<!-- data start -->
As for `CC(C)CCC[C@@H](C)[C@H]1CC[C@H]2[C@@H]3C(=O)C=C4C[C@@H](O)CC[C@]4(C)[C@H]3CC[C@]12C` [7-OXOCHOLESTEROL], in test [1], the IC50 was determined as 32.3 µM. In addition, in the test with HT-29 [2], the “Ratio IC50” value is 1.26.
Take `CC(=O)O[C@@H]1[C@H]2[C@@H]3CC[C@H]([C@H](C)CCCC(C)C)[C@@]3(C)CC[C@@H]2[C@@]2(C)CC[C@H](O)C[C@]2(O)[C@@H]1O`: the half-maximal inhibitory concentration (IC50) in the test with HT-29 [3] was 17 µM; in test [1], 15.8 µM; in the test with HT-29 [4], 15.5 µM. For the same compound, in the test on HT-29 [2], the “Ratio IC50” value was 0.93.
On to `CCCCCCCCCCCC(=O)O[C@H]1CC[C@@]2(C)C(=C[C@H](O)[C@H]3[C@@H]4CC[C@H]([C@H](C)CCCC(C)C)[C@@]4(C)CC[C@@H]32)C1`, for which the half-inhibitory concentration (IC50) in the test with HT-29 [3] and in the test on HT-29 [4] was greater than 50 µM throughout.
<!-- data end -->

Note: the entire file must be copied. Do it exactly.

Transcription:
As for `CC(C)CCC[C@@H](C)[C@H]1CC[C@H]2[C@@H]3C(=O)C=C4C[C@@H](O)CC[C@]4(C)[C@H]3CC[C@]12C` [7-OXOCHOLESTEROL], in test [1], the IC50 was determined as 32.3 µM. In addition, in the test with HT-29 [2], the “Ratio IC50” value is 1.26.
Take `CC(=O)O[C@@H]1[C@H]2[C@@H]3CC[C@H]([C@H](C)CCCC(C)C)[C@@]3(C)CC[C@@H]2[C@@]2(C)CC[C@H](O)C[C@]2(O)[C@@H]1O`: the half-maximal inhibitory concentration (IC50) in the test with HT-29 [3] was 17 µM; in test [1], 15.8 µM; in the test with HT-29 [4], 15.5 µM. For the same compound, in the test on HT-29 [2], the “Ratio IC50” value was 0.93.
On to `CCCCCCCCCCCC(=O)O[C@H]1CC[C@@]2(C)C(=C[C@H](O)[C@H]3[C@@H]4CC[C@H]([C@H](C)CCCC(C)C)[C@@]4(C)CC[C@@H]32)C1`, for which the half-inhibitory concentration (IC50) in the test with HT-29 [3] and in the test on HT-29 [4] was greater than 50 µM throughout.